MRM: How did you end up forming The Boxmasters? And recruiting members?

Thornton: Well, J.D. and I were just working on one of my solo records that Teddy actually had played on too. Teddy has been playing for me a long time, even on my solo stuff. J.D. was doing some engineering on this record, and I was asked to do a song for a television show. The band wasn’t together; we were all spread out in different places doing different things. J.D. cut the song with me. We liked the song. We did two very experimental albums to start with. We just combined hillbilly music with the British invasion and kind of sang it in an overtly kind of hillbilly way and played it very simply. And we took songs that you’d never expect to sound hillbilly and did it that way. Like Mott The Hoople songs, The Turtles and a lot of stuff. And wrote some original songs, a great number of them were humorous songs. Then after that, we decided that if this band is going to be a real thing we’re gonna keep going. And then we started sounding like we sound, which is reflective of the new record “Somewhere Down The Road.” As well as “Providence,” which is available on the website only, which is pretty much what we sound like when we play natural.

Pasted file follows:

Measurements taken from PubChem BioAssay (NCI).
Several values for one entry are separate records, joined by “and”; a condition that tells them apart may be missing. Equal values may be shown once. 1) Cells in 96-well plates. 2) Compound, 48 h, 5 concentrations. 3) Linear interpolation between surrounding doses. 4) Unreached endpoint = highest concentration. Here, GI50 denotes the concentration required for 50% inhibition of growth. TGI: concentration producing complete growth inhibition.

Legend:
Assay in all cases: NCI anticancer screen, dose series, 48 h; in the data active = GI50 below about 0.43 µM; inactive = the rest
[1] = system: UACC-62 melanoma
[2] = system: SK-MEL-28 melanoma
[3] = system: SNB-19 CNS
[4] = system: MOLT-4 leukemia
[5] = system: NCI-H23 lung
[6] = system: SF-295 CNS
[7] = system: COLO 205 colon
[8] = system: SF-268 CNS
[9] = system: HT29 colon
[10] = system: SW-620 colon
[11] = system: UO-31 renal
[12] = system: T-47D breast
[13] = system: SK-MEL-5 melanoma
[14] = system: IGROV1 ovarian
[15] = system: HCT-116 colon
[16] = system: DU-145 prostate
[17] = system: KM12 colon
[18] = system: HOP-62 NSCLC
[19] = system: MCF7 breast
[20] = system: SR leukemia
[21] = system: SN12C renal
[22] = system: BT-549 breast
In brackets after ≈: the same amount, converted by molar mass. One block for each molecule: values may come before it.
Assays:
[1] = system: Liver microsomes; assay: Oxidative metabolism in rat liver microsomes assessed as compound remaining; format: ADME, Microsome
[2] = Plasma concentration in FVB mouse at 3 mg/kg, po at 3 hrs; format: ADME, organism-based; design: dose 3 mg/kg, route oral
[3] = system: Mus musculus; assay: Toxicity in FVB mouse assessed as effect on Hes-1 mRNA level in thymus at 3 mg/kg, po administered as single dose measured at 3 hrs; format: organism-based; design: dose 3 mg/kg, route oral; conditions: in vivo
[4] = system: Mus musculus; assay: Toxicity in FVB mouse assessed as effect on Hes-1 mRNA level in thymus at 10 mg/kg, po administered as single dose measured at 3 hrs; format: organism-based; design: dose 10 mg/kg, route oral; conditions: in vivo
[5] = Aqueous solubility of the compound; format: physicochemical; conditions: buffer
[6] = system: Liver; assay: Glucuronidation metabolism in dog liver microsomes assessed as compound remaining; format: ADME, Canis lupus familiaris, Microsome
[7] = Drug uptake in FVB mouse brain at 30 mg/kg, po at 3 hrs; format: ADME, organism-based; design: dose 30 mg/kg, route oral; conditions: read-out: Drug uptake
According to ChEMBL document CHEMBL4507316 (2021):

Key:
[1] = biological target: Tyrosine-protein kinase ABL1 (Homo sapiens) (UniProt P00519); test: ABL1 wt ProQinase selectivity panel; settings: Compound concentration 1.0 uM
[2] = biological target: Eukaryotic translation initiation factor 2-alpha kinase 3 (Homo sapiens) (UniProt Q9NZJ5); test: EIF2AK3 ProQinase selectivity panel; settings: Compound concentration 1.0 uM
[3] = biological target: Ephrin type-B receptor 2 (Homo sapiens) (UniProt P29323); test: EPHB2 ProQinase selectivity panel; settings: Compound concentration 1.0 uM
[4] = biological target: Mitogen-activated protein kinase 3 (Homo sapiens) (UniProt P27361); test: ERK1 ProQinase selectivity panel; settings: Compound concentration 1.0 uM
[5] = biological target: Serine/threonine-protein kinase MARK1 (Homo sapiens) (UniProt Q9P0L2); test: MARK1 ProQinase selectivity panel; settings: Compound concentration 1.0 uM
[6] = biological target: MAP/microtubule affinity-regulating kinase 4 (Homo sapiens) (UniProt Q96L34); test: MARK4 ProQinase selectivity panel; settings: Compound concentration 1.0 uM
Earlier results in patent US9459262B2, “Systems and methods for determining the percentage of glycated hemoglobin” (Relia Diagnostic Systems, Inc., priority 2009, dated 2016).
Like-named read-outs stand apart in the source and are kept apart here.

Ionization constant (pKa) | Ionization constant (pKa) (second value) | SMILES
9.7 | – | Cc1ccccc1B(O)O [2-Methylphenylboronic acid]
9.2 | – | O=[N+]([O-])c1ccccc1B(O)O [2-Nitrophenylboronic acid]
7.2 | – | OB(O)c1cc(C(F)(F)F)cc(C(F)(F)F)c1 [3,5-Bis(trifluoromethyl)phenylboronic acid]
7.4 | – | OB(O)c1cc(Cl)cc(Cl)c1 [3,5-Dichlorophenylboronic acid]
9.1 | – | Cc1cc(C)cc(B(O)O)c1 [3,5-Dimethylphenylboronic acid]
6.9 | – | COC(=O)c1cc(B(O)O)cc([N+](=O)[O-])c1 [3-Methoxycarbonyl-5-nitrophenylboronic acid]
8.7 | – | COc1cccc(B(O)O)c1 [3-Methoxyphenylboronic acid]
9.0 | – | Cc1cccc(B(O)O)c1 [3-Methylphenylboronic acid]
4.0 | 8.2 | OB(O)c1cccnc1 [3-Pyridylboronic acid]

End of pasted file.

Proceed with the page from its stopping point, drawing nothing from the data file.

MRM: How would you compare your solo work to The Boxmasters style of music?

Thornton: Well, Boxmasters style of music is more jangle pop of the late ‘60s. My solo records tend to be more singer-songwriter kind of moody stuff kind of inspired by Kristofferson and Johnny Cash and people like that.

MRM: Do you play drums and sing at the same time while performing live?